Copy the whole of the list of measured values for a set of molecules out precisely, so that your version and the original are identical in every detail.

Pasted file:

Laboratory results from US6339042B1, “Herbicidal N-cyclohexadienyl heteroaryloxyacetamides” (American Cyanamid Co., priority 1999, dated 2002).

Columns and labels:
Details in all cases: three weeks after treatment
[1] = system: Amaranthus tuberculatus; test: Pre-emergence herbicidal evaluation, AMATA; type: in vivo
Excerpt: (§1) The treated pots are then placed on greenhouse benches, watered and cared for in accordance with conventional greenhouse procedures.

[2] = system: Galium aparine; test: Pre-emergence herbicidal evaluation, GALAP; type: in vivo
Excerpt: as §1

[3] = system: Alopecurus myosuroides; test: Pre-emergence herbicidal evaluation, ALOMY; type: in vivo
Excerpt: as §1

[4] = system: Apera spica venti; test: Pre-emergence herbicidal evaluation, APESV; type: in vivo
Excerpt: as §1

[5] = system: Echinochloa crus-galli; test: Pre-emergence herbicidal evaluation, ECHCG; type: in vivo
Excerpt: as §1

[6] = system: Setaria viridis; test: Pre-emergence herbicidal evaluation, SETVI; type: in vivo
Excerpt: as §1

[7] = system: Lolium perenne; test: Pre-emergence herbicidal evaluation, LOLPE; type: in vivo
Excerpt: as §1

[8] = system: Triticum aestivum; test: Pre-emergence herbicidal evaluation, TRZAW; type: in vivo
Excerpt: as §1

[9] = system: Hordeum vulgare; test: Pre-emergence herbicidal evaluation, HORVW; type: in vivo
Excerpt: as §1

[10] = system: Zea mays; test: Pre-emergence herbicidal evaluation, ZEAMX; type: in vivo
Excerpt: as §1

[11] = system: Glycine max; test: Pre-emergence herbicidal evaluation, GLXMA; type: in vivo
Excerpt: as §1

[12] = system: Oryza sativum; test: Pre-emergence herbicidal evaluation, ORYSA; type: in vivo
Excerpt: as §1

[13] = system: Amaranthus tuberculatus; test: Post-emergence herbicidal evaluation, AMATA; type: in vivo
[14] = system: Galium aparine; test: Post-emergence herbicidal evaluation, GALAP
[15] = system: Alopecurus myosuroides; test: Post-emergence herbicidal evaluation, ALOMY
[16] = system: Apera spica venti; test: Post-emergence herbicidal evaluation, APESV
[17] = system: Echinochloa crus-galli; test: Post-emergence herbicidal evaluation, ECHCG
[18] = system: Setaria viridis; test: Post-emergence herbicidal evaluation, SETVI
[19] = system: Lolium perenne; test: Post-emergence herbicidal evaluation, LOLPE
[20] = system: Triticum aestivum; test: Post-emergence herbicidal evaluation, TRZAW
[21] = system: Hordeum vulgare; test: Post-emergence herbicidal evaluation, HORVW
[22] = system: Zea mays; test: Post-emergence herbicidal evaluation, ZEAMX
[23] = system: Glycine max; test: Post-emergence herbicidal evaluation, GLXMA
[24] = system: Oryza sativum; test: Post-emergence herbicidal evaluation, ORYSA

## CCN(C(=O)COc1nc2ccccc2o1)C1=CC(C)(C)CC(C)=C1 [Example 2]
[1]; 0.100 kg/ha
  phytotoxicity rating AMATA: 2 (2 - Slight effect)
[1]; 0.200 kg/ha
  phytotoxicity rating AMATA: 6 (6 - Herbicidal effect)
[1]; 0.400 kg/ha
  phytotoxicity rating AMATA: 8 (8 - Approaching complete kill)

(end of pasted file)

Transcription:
Laboratory results from US6339042B1, “Herbicidal N-cyclohexadienyl heteroaryloxyacetamides” (American Cyanamid Co., priority 1999, dated 2002).

Columns and labels:
Details in all cases: three weeks after treatment
[1] = system: Amaranthus tuberculatus; test: Pre-emergence herbicidal evaluation, AMATA; type: in vivo
Excerpt: (§1) The treated pots are then placed on greenhouse benches, watered and cared for in accordance with conventional greenhouse procedures.

[2] = system: Galium aparine; test: Pre-emergence herbicidal evaluation, GALAP; type: in vivo
Excerpt: as §1

[3] = system: Alopecurus myosuroides; test: Pre-emergence herbicidal evaluation, ALOMY; type: in vivo
Excerpt: as §1

[4] = system: Apera spica venti; test: Pre-emergence herbicidal evaluation, APESV; type: in vivo
Excerpt: as §1

[5] = system: Echinochloa crus-galli; test: Pre-emergence herbicidal evaluation, ECHCG; type: in vivo
Excerpt: as §1

[6] = system: Setaria viridis; test: Pre-emergence herbicidal evaluation, SETVI; type: in vivo
Excerpt: as §1

[7] = system: Lolium perenne; test: Pre-emergence herbicidal evaluation, LOLPE; type: in vivo
Excerpt: as §1

[8] = system: Triticum aestivum; test: Pre-emergence herbicidal evaluation, TRZAW; type: in vivo
Excerpt: as §1

[9] = system: Hordeum vulgare; test: Pre-emergence herbicidal evaluation, HORVW; type: in vivo
Excerpt: as §1

[10] = system: Zea mays; test: Pre-emergence herbicidal evaluation, ZEAMX; type: in vivo
Excerpt: as §1

[11] = system: Glycine max; test: Pre-emergence herbicidal evaluation, GLXMA; type: in vivo
Excerpt: as §1

[12] = system: Oryza sativum; test: Pre-emergence herbicidal evaluation, ORYSA; type: in vivo
Excerpt: as §1

[13] = system: Amaranthus tuberculatus; test: Post-emergence herbicidal evaluation, AMATA; type: in vivo
[14] = system: Galium aparine; test: Post-emergence herbicidal evaluation, GALAP
[15] = system: Alopecurus myosuroides; test: Post-emergence herbicidal evaluation, ALOMY
[16] = system: Apera spica venti; test: Post-emergence herbicidal evaluation, APESV
[17] = system: Echinochloa crus-galli; test: Post-emergence herbicidal evaluation, ECHCG
[18] = system: Setaria viridis; test: Post-emergence herbicidal evaluation, SETVI
[19] = system: Lolium perenne; test: Post-emergence herbicidal evaluation, LOLPE
[20] = system: Triticum aestivum; test: Post-emergence herbicidal evaluation, TRZAW
[21] = system: Hordeum vulgare; test: Post-emergence herbicidal evaluation, HORVW
[22] = system: Zea mays; test: Post-emergence herbicidal evaluation, ZEAMX
[23] = system: Glycine max; test: Post-emergence herbicidal evaluation, GLXMA
[24] = system: Oryza sativum; test: Post-emergence herbicidal evaluation, ORYSA

## CCN(C(=O)COc1nc2ccccc2o1)C1=CC(C)(C)CC(C)=C1 [Example 2]
[1]; 0.100 kg/ha
  phytotoxicity rating AMATA: 2 (2 - Slight effect)
[1]; 0.200 kg/ha
  phytotoxicity rating AMATA: 6 (6 - Herbicidal effect)
[1]; 0.400 kg/ha
  phytotoxicity rating AMATA: 8 (8 - Approaching complete kill)